A few years ago the RNIB was involved in 2 county court cases;
The Royal National Institute of the Blind (RNIB) is the first organization in the UK to take legal action against a company in violation for the Disability Discrimination Act (DDA).
‘There has recently been some interest around The Royal National Institute of the Blind’s (RNIB’s) involvement in Disability Discrimination Act (DDA) cases relating to accessible websites. RNIB has recently been involved in two such cases, one of which was the subject of county court proceedings, and which settled in July 2003; these are the first court proceedings which they are aware of that related in any way to the provision of a service on the web.
These cases have now been resolved: both the clients and RNIB are content with the settlements that were reached. RNIB will continue to use the DDA in particular to issue proceedings on behalf of blind and partially sighted people in court for breaches of the Act where these breaches cannot be resolved without such action.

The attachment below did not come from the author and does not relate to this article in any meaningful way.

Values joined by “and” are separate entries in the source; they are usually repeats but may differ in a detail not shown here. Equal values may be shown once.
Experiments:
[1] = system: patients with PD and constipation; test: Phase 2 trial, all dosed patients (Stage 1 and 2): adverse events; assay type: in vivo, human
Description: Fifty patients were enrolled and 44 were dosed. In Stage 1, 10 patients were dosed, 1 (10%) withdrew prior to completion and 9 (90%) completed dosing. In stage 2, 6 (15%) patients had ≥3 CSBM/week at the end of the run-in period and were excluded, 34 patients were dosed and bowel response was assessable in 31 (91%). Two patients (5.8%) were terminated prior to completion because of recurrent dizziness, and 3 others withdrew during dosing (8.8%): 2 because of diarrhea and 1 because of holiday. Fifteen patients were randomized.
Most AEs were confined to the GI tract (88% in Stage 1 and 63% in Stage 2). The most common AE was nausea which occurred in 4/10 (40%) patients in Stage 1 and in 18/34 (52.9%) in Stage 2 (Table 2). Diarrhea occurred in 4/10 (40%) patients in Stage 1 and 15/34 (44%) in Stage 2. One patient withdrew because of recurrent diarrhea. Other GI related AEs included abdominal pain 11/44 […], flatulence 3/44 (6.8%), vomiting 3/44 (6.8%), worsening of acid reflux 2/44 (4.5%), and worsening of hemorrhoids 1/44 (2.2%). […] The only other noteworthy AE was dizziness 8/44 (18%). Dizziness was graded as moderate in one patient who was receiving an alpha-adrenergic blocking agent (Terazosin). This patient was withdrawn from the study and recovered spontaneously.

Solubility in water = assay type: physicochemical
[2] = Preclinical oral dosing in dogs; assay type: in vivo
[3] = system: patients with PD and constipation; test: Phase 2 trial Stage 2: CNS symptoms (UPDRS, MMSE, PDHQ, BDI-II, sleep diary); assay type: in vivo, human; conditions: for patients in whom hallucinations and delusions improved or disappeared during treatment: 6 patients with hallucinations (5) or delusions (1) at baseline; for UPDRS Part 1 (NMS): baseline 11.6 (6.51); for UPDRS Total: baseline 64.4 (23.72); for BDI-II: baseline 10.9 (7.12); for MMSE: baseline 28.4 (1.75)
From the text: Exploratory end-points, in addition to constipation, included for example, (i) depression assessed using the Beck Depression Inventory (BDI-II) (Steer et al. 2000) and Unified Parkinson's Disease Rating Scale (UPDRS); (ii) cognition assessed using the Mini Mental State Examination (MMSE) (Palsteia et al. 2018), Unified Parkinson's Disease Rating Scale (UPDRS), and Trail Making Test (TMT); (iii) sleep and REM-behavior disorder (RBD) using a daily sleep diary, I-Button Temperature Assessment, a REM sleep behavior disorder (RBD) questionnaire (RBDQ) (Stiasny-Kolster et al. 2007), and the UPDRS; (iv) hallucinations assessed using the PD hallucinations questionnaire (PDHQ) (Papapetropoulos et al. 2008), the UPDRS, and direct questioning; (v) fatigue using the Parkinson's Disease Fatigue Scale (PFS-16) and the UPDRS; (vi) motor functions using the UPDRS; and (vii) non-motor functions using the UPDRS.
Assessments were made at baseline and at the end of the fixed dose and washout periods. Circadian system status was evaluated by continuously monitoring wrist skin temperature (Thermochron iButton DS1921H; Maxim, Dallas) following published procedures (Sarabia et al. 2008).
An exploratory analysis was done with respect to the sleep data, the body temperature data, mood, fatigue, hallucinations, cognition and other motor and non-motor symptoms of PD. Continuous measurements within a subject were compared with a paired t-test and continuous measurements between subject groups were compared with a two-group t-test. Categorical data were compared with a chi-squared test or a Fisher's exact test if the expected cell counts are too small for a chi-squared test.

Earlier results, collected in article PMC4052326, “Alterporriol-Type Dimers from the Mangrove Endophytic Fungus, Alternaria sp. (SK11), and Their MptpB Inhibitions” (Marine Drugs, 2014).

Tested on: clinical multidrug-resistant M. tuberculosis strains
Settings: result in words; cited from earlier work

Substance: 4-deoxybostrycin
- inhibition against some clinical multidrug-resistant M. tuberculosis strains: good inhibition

The clients involved in these two cases do not wish to comment further. Currently RNIB is working on potential cases involving website accessibility on behalf of other blind and partially sighted people under the DDA. We are unable to comment on the details of these potential cases at the moment but may be able to in future.
The word clients in this statement means blind and partially sighted people and not companies or businesses.’
So what happens if your website design is not accessible?
Unsurprisingly, you leave yourself open to criticism, bad press and and more seriously legal action if your site is not accessible.
A disabled person can make a claim against you if your website makes it impossible or unreasonably difficult to access information and services. If you have not made reasonable adjustments and cannot show that this failure is justified, then you may be liable under the Act, and may have to pay compensation and be ordered by a court to change your site. RNIB 2005
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